Wakes are the part of the final send off that are the most meaningful to me. They give people who have never even met one another the opportunity share their memories of the deceased. It is a rare moment in which we get to see the totality of a person’s impact on others, not just the sliver of our own experience. It amazes me how meaningful every single moment of existence can be as a vivid picture of life unfolds in the stories that are told about an individual. It always makes me wish that we had made our pronouncements while that person was still alive and able to learn of all the love and enjoyment that he/she had brought to so many people. I often wonder why we wait until death to open our hearts and share. 

My brothers and daughters and I decided to give my mother a surprise party on her eightieth birthday. We believed that she would surely be one of those people who lasted until well into her nineties so our purpose was not so much to celebrate her life while we were still able to do so, but to give her the gift of knowing how much we appreciated all of the sacrifices she had made for us. For that reason we asked each of the guests to write a letter to her describing how she had impacted them. Happily we received touching responses from mostly everyone which we put together in a lovely binder. It was our way of quietly celebrating the joy that my mother had brought to everyone she encountered. 

We still have that binder with those letters to hand down to our children and grandchildren and great grandchildren so that they will know the glory of the woman from whom they descended. We had little idea that less than four years later our beloved mother would die. We had no thought to what a treasure that party and those letters would ultimately become for all of us. We literally have a written record of our mama’s impact on the world and it is a lovely gift.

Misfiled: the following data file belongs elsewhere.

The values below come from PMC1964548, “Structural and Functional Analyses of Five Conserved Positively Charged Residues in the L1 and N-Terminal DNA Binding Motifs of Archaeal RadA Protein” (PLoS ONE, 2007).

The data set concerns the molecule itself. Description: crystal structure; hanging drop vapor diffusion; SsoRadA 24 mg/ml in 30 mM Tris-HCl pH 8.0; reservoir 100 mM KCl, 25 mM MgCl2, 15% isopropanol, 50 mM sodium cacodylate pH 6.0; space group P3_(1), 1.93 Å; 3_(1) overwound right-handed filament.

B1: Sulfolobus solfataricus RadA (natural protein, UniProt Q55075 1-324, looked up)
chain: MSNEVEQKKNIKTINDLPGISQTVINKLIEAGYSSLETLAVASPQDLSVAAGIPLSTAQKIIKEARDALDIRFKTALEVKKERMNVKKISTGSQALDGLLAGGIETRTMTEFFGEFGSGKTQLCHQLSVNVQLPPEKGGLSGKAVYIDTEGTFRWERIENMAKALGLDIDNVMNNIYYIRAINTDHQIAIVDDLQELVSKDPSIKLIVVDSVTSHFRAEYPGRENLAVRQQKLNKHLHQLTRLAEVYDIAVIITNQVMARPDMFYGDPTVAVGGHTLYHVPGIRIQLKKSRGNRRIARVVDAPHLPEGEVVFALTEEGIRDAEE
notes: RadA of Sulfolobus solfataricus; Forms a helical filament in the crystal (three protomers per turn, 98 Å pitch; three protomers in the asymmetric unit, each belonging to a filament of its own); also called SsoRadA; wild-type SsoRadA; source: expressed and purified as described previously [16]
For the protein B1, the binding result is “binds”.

My only living aunt is now over one hundred years old. Death is very much on her mind as she spends her final years in a nursing home. Whenever we visit she asks us about heaven and gets a faraway look in her eyes as though she is wondering when her moment of leaving the earth will come. She once told my mother that she worried that she would live so long that there would be nobody left to attend her funeral. She did not think about the legacy of children and grandchildren and great grandchildren and great great grandchildren that she has created. She did not consider the nieces and nephews who so profoundly love her. She will be celebrated most assuredly but perhaps it would be even nicer to let her know right now how important she is to each of us. 

I don’t know what people will say about me when I am gone. I would like to think that they will remember me as someone who was kind and compassionate because I try so hard to be that way. I hope that they will know how much I loved them and how important their well being always was to me. I want to believe that somehow my life had meaning and purpose. Mostly I want everyone to feel happy in knowing that all of the goodness in my life came from knowing and being with them.